Date Walked: 15th April 2015

Distance: about 15 miles:

Map used: OS Explorer 262 – Anglesey West

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I had stayed last night at The Loft at Pen-Y-Craig – one of the best places I have stayed on this entire walk.

The Loft at Pen-Y-Craig, Anglesey, photographed by Charles Hawes

I would have liked to stayed much longer

I am not the most sociable person first thing in the morning so I was glad for once to be making my own breakfast. Victoria (who had offered to bring me a cooked breakfast) had given me fresh duck eggs the night before which I boiled.  I indulged myself in some Coco Pops, and with fresh coffee and some toast I was well set up for the day.

I had accommodation booked at The Black Lion Inn at Llanfaethlu, which  is only a few miles away and two miles inland;I could not find anywhere half way to Holyhead and the place sounded great. Last night I decided to get the walk finished the next day and bus it back to the pub.  That would allow me as leisurely a day as I wanted for my final day on Anglesey.

I knew that this was not going to be the best of walks and to make matters worse it started to rain not long after I set off.

By the way, I discovered weeks later what I had done to the camera that it was taking poor pics in low light. I had inadvertently set the sensitivity to its lowest setting. This would give the best quality in good light but it meant that I was getting very slow shutter speeds in low light, hence camera shake (wobbliness if you like). Here endeth the technical lesson.

I picked up the path by the cafe. It continues as yesterday left off, keeping quite close to the low cliff tops.

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A bit misty but that’s Holyhead Mountain on the horizon

After a mile or so it touches the road briefly, avoiding a couple of properties where in one a large boat lay rotting in a field.

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It must have taken some effort to get the boat there.

At Porth Trefadog steps descended to the beach providing an opportunity to inspect whatever was deposited on the last high tide, but I found nothing to keep.

Porth Trefadog, Anglesey, photographged from The Wales Coast Path by Charles Hawes

Not a very nice beach walk today

There was a small caravan site at the end of the beach which did nothing to cheer me up.

Caravan site at Porth Madog, photographed from The Wales Coast path on Anglesey by Charles Hawes

Porth Tywyn-mawr came next, its broad sandy beach, shunned on this dull day.  At the far end of the beach a large caravan park occupies acres of land, reaching out into Holyhead Bay.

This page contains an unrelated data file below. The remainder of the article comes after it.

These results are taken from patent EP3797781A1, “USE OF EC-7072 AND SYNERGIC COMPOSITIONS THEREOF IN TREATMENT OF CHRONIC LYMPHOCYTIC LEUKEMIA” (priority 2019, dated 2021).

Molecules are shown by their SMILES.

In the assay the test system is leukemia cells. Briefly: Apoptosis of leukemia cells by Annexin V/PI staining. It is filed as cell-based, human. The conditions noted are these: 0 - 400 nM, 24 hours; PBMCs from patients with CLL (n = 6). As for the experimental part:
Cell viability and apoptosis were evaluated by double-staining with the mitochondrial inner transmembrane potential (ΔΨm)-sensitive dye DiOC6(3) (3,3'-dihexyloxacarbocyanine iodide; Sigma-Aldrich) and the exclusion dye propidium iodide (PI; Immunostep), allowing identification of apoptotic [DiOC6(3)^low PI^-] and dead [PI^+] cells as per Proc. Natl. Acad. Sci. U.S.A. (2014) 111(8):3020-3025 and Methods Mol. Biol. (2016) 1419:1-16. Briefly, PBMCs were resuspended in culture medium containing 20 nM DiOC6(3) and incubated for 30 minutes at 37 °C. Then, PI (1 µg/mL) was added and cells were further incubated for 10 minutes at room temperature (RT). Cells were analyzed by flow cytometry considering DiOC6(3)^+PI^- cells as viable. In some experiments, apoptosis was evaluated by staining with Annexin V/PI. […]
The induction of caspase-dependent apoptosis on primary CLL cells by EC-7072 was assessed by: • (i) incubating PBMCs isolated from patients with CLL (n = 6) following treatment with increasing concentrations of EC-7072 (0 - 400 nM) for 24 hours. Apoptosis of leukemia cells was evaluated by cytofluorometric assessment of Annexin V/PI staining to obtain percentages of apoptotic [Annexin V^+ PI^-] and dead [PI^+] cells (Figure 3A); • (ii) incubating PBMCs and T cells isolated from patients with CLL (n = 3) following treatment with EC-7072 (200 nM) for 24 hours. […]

Porth Tywyn-mawr, Angelsey, photographed from The Wales Coast Path by Charles Hawes

That’s the chimney of the aluminium works in the distance. It’s closed.

I was required to walk through it, and it struck me as more ugly than most of the many such sites that I have so far encountered on the path.

Caravan site at Porth Tywyn-mawr, Anglesey, photographed from The Wales Coast Path by Charles Hawes

Why choose such horrible shrubs?

In the drizzle it was depressing…..

Caravan site at Porth Tywyn-mawr, Anglesey, photographed from The Wales Coast Path by Charles Hawes

…..soulless.

Caravan site at Porth Tywyn-mawr, Anglesey, photographed from The Wales Coast Path by Charles Hawes

Low tides with rocky foreshores can feel like bleak places and on this dull day the deserted Porth Penrhyn-mawr felt rather bleak.

Porth Penrhyn-mawr, Anglesey, photographed from The wales Coast Path by Charles Hawes

I’d probably be quite happy to walk it on a sunny day

As I crossed the low lush hill that separates this bay from the next, it began to rain in earnest.

View to Traeth y Gribin , Anglesey, photographed from The Wales Coast Path by Charles Hawes

Well watered fields?

At the bottom of the hill near the beginning of  the beach that becomes the sandbanks of Traeth y Gribin  the rather pathetic garden of  Penial Dowyn did nothing to lift my spirits.

Penial Dowyn near Traeth y Gribyn, Anglesey, photographed from The Wales Coast Path by Charles Hawes

Perhaps this bed marks a grave of a disliked pet

Consigned to a muddy patch, the cows didn’t seem very happy.

Field at Penial Dowyn, Anglesey, photographed from The Wales Coast Path by Charles Hawes

It felt a sort of back-end-of-cow-day

Then, despite the weather, things began to improve. I enjoyed looking out over the tapestry of  water and sand of the beach.

Traeth y Gribyn, Anglesey, photographed from The Wales Coast Path by Charles Hawes

I liked the worm castes particulalry

There were parts where the back of the beach was made up of a beautiful collection of small pebbles and shells.

Traeth y Gribyn, Anglesey, photographed from The Wales Coast Path by Charles Hawes

But best of all were the outcrops of rocks, that just had to be photographed despite the rain and which prompted me to think for the umpteenth time that I should improve my knowledge of geology.

Traeth y Gribyn, Anglesey, photographed from The Wales Coast Path by Charles Hawes

Outcrop at Traeth y Gribyn, Anglesey, photographed from The Wales Coast Path by Charles Hawes

Outcrop at Traeth y Gribyn, Anglesey, photographed from The Wales Coast Path by Charles Hawes

Church Bay to Holyhead-25

Before these rocks finished the path turns sharply east, there being no way to cross what was left of Traeth y Gribin. It was a soft and boggy mile and a half along the banks of the Afon Alaw.

Traeth y Gribin, Anglesey, photographed from The Wales Coast Path by Charles Hawes

Not TOO soft

It would have been longer, but for a new bridge that has been built across it half a mile short of Llanfachraeth.

Bridge across the Afon Alaw near Llanfachraeth, Anglesey, photographed from The Wales Coast Path by Charles Hawes

I was very glad to see this bridge.

And a jolly nice bridge it was.

Bridge across the Afon Alaw near Llanfachraeth, Anglesey, photographed from The Wales Coast Path by Charles Hawes

The only down side was that I then had to walk about a mile on the other side of the estuary and the path was narrow mostly and very wet.

The muddy estuary of the Afon Alaw near Llanfachraeth, Anglesey, photographed from The Wales Coast Path by Charles Hawes

I think the signing let me down as I approached Newlands Park – a small settlement built on the shore and where the path should have given me a direct route to the A5 and the Stanley Embankment. Instead I had a dreary detour through its backstreets.

Newlands Park, Anglesey, photographed by Charles Hawes

At least the road was quiet

When  I reached the embankment that joins the mainland to Holy Island I could see where  I was supposed to have arrived there.